Administration of music as a clinically proven intervention is still in its infancy and more studies are required in this area [5,7]. One of the important aspects in such studies is the choice of music. Familiarity of musical stimuli may play an important role in the observed effects. Van Den Bosch et al. observed significant changes in the arousal level, measured using electrodermal response, when participants were exposed to unfamiliar music for the first time compared to a second exposure to the same musical excerpt [10]. In a functional MRI study, Pereira et al. observed significantly larger activities in the limbic and paralimbic areas, associated with emotional processing, when exposed to familiar compared to unfamiliar music [11]. In fact, in many studies, self-selected musical excerpts were used [4,7,8]. In prolonged studies involving music, the use of self-selected songs may require repeated exposure to the same musical excerpts. While some have evaluated the effect of patient-directed music interventions, the limited understanding of the mechanisms underlying their therapeutic effects [9] makes it challenging to design most efficacious exposure regimens. The specific effects of repeated exposure to the same music are not well-understood. In this study, the effect of repeated exposure to self-selected musical excerpts was investigated with respect to spatial and temporal hemodynamic response in the prefrontal cortex. The prefrontal cortex is part of the emotional circuitry in the brain. In addition, it can be non-invasively monitored using near-infrared spectroscopy. Near-infrared spectroscopy (NIRS) measures oxygenated and deoxygenated hemoglobin concentrations ([HbO2] and [Hb]) and is suited for long-term bedside monitoring in adults, children, and neonates. These characteristics render NIRS plausible for naturalistic studies of emotion-related brain activity. Recent findings have confirmed significant associations between prefrontal hemodynamic response, measured using NIRS, and emotional experience [1213]. In a study involving pictures with emotional content, Hoshi et al. reported regional changes in [HbO2]. Similarly, Tai and Chau were able to differentiate the response to affective pictures from baseline with an average of 75% accuracy, using prefrontal cortex NIRS [14].

Response to music is a dynamic phenomenon. For example, physiological response during the introduction to a musical excerpt may differ from what follows as the music unfolds. In addition to such temporal dynamics, the spatial distribution of the prefrontal hemodynamics is also of great interest in characterizing the response to music. Therefore, in the current study, prefrontal hemodynamic response was compared across multiple exposures to the same self-selected music, by introducing a measure of spatial and temporal consistency. This measure was developed by combining regional phase distinction and spatial moments derived from the regional prefrontal NIRS measurements. Using this measure, the consistency was assessed across four repetitions of the same musical excerpt, and a subset of these repetitions in 10 healthy adults. To the best of our knowledge, the proposed method has not been previously used for fNIRS data analysis and is introduced in this article to meet the specific demands of the research question and investigate if the spatiotemporal characteristics are different across repetitions of the same song.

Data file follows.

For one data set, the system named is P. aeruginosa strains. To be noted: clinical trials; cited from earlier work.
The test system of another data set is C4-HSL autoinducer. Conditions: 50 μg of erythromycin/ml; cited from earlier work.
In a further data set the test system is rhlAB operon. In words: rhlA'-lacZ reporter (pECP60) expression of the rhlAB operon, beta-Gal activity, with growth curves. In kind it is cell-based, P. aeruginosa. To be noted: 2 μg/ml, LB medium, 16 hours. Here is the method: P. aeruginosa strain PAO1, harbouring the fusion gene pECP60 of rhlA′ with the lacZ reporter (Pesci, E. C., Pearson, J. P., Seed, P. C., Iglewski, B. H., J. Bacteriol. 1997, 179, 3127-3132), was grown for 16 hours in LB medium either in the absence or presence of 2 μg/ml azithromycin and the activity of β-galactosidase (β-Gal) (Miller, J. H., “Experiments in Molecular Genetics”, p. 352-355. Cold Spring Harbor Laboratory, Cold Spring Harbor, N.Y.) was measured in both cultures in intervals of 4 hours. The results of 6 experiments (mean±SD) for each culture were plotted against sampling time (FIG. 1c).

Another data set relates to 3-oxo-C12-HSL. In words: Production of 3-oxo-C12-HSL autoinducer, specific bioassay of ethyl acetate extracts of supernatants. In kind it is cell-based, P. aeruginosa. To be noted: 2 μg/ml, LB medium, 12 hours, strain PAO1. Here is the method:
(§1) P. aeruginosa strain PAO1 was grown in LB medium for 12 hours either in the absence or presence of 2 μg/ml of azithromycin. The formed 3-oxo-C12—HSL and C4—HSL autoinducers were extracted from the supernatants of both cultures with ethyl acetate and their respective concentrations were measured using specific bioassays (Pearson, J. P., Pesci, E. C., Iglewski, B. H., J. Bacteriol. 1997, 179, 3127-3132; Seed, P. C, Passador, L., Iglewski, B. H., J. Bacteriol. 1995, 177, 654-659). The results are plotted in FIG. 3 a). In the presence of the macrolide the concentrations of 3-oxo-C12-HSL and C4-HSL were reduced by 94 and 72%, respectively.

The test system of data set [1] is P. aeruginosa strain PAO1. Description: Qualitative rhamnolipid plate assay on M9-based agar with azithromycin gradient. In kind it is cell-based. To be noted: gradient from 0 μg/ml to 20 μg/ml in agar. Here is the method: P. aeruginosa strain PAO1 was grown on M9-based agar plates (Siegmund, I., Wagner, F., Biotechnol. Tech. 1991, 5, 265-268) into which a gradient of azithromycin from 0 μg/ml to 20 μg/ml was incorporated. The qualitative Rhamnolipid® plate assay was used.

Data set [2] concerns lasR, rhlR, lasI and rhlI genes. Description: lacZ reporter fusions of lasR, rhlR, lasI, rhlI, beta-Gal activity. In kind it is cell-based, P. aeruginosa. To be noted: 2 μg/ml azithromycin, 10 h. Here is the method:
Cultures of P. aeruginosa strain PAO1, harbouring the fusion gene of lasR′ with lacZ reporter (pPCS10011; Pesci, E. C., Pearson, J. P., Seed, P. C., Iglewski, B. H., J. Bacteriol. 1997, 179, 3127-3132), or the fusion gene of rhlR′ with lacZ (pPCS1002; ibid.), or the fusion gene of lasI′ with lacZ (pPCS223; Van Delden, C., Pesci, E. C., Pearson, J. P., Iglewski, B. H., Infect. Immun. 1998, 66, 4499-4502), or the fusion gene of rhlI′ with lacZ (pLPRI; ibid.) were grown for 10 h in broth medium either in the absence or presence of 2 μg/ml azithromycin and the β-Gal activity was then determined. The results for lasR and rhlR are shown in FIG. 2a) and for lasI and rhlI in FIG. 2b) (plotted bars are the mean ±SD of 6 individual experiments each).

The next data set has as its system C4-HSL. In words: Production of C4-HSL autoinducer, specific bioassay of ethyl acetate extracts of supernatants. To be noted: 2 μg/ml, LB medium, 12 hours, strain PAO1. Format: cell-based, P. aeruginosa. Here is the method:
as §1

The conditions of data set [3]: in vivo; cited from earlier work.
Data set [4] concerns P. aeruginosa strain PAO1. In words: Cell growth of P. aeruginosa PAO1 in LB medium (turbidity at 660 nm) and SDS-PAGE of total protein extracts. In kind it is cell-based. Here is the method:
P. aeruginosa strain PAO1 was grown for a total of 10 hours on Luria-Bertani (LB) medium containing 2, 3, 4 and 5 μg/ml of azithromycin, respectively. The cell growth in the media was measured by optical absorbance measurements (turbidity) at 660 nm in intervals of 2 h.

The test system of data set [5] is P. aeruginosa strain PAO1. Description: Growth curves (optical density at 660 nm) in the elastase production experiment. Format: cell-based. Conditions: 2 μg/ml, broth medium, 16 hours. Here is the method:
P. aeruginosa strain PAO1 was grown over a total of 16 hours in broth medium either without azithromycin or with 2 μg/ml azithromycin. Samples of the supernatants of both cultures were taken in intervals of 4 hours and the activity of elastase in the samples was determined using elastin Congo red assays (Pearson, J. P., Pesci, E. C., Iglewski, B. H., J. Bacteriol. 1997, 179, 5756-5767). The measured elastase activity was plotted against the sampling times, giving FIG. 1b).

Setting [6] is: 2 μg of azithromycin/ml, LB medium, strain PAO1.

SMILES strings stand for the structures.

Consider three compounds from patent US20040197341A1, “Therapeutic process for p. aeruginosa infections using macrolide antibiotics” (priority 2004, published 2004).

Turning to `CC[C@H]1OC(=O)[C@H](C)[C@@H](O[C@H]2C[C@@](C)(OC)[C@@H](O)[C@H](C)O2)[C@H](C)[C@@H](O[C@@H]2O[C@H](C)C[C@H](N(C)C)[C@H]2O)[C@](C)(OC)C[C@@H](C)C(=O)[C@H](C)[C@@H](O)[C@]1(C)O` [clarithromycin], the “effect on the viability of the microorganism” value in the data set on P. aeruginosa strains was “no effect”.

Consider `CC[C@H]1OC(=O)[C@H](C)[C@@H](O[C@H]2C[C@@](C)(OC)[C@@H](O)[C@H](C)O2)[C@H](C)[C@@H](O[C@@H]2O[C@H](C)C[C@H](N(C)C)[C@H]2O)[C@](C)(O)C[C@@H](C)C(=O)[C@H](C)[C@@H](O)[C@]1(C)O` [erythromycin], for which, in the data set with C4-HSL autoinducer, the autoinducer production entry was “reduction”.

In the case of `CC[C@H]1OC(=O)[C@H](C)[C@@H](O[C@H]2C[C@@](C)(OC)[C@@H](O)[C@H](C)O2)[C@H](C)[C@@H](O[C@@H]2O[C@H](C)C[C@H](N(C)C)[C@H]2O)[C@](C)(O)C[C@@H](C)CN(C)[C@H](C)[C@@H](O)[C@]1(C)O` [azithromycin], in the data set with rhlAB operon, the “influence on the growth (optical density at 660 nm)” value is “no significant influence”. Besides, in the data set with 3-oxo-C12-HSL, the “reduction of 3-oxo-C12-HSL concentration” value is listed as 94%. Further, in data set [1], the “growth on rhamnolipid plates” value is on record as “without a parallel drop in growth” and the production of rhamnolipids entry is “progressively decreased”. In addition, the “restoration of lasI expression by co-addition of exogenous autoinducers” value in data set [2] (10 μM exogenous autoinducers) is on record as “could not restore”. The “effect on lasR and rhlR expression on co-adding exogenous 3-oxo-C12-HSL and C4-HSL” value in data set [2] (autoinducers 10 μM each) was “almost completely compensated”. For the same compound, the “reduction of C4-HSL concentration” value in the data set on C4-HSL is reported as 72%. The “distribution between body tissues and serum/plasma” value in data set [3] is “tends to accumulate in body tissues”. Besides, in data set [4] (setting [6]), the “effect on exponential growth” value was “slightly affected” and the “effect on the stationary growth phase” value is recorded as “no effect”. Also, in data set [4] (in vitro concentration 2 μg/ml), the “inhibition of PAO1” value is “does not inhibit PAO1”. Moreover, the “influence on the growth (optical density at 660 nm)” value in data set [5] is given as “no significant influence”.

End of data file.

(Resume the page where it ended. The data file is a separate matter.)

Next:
Material and Methods

Procedures

Ten healthy adults were recruited (5 female, age: 25 ± 2.7 years) for this study. The Bloorview Research Institute research ethics board approved of the study and informed written consent was provided by all participants.

Each experimental block comprised 10 seconds of noise followed by 45 seconds of aural stimulus and a final 5 seconds of noise, as depicted in Table 1. In each block, the aural stimulus was either a music excerpt or an emotionally neutral noise recording.

The study was conducted over 4 separate sessions encompassing 36 blocks each (12 noise blocks, 24 musical excerpts). Data collection sessions were conducted separately, such that they did not take place on the same day. Fig. 1 summarizes the experimental blocks during one recording session. The blocks used for the current analysis are shaded in grey.

thumbnail
Fig 1. Organization of blocks for each session.

36 blocks were collected during each session. The aural stimulus for 6 of the blocks (marked in grey) consisted of a unique song selected by the participant. Only the 6 blocks of self-selected songs collected from each session were considered in this analysis.

https://doi.org/10.1371/journal.pone.0122148.g001

All experiment sessions were conducted in a dimly lit room. The auditory stimuli/cues were delivered using a headset as the participants sat comfortably in front of a computer screen. The participants were asked to close their eyes after hearing the onset beep and open them after hearing the offset beep to rate their emotions. After each block, participants were prompted to rate their emotions in terms of arousal and valence using a nine level self-assessment manikin [15].

Stimuli

The music collection used was composed of two subsets: six self-selected songs specific to each participant and 72 music pieces identically played for all participants. In addition, individuals were exposed to randomly distributed blocks with noise as the aural stimuli. The data corresponding to the noise blocks and the 72 common music excerpts were part of another study and were excluded from the current analysis. Therefore, the current investigation was nested in a study involving more musical excerpts and noise blocks. The nested blocks of self-selected musical excerpts were envisioned in the study design and all of the samples corresponding to the self-selected musical excerpts were included for this study to avoid selection bias. The self-selected music excerpts were played once per session. Therefore, each participant was exposed to four repetitions of the same song. Each participant was instructed to select three songs, which induced intense positive emotions, and three, which induced intense negative emotions, prior to the study. Hence a total of 60 blocks were included for the analysis.